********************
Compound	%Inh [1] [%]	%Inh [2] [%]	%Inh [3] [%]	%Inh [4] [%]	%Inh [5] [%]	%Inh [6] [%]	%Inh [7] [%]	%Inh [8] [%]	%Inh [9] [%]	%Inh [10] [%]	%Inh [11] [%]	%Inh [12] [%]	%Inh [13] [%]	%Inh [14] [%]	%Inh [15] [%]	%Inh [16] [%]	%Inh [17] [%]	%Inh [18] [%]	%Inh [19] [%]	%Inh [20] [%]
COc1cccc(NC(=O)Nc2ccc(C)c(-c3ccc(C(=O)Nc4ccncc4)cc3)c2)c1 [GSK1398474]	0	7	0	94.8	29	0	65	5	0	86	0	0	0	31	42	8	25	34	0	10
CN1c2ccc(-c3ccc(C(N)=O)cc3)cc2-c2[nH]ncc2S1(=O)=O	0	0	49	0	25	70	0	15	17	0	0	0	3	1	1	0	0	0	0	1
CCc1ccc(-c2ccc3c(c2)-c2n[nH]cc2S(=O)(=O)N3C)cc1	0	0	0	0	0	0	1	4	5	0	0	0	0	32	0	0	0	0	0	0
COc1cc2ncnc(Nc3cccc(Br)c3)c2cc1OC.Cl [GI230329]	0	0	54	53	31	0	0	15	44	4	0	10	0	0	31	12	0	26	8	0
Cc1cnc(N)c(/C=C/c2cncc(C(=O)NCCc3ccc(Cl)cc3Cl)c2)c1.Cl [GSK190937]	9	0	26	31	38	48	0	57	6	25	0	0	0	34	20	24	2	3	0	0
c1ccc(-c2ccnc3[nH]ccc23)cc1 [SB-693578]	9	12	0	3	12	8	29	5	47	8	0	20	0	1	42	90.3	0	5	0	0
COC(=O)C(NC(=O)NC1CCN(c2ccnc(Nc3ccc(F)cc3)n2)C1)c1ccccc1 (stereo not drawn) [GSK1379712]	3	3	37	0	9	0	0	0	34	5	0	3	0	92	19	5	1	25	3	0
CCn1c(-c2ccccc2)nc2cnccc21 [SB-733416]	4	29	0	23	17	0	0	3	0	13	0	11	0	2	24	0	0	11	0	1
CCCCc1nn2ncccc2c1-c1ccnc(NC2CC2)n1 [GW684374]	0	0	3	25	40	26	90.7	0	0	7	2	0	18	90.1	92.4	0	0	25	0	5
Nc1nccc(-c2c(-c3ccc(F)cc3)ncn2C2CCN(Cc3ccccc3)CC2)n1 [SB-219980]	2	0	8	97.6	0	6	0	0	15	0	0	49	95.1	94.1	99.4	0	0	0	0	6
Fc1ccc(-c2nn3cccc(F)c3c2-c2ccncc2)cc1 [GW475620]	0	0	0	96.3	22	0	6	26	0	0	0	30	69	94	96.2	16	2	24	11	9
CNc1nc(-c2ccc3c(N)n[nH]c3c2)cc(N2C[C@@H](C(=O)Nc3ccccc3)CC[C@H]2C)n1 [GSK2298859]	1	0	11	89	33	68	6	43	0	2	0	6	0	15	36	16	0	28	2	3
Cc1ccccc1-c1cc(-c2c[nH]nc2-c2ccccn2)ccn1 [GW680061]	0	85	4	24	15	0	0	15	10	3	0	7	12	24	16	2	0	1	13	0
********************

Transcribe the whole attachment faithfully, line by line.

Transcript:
Compound	%Inh [1] [%]	%Inh [2] [%]	%Inh [3] [%]	%Inh [4] [%]	%Inh [5] [%]	%Inh [6] [%]	%Inh [7] [%]	%Inh [8] [%]	%Inh [9] [%]	%Inh [10] [%]	%Inh [11] [%]	%Inh [12] [%]	%Inh [13] [%]	%Inh [14] [%]	%Inh [15] [%]	%Inh [16] [%]	%Inh [17] [%]	%Inh [18] [%]	%Inh [19] [%]	%Inh [20] [%]
COc1cccc(NC(=O)Nc2ccc(C)c(-c3ccc(C(=O)Nc4ccncc4)cc3)c2)c1 [GSK1398474]	0	7	0	94.8	29	0	65	5	0	86	0	0	0	31	42	8	25	34	0	10
CN1c2ccc(-c3ccc(C(N)=O)cc3)cc2-c2[nH]ncc2S1(=O)=O	0	0	49	0	25	70	0	15	17	0	0	0	3	1	1	0	0	0	0	1
CCc1ccc(-c2ccc3c(c2)-c2n[nH]cc2S(=O)(=O)N3C)cc1	0	0	0	0	0	0	1	4	5	0	0	0	0	32	0	0	0	0	0	0
COc1cc2ncnc(Nc3cccc(Br)c3)c2cc1OC.Cl [GI230329]	0	0	54	53	31	0	0	15	44	4	0	10	0	0	31	12	0	26	8	0
Cc1cnc(N)c(/C=C/c2cncc(C(=O)NCCc3ccc(Cl)cc3Cl)c2)c1.Cl [GSK190937]	9	0	26	31	38	48	0	57	6	25	0	0	0	34	20	24	2	3	0	0
c1ccc(-c2ccnc3[nH]ccc23)cc1 [SB-693578]	9	12	0	3	12	8	29	5	47	8	0	20	0	1	42	90.3	0	5	0	0
COC(=O)C(NC(=O)NC1CCN(c2ccnc(Nc3ccc(F)cc3)n2)C1)c1ccccc1 (stereo not drawn) [GSK1379712]	3	3	37	0	9	0	0	0	34	5	0	3	0	92	19	5	1	25	3	0
CCn1c(-c2ccccc2)nc2cnccc21 [SB-733416]	4	29	0	23	17	0	0	3	0	13	0	11	0	2	24	0	0	11	0	1
CCCCc1nn2ncccc2c1-c1ccnc(NC2CC2)n1 [GW684374]	0	0	3	25	40	26	90.7	0	0	7	2	0	18	90.1	92.4	0	0	25	0	5
Nc1nccc(-c2c(-c3ccc(F)cc3)ncn2C2CCN(Cc3ccccc3)CC2)n1 [SB-219980]	2	0	8	97.6	0	6	0	0	15	0	0	49	95.1	94.1	99.4	0	0	0	0	6
Fc1ccc(-c2nn3cccc(F)c3c2-c2ccncc2)cc1 [GW475620]	0	0	0	96.3	22	0	6	26	0	0	0	30	69	94	96.2	16	2	24	11	9
CNc1nc(-c2ccc3c(N)n[nH]c3c2)cc(N2C[C@@H](C(=O)Nc3ccccc3)CC[C@H]2C)n1 [GSK2298859]	1	0	11	89	33	68	6	43	0	2	0	6	0	15	36	16	0	28	2	3
Cc1ccccc1-c1cc(-c2c[nH]nc2-c2ccccn2)ccn1 [GW680061]	0	85	4	24	15	0	0	15	10	3	0	7	12	24	16	2	0	1	13	0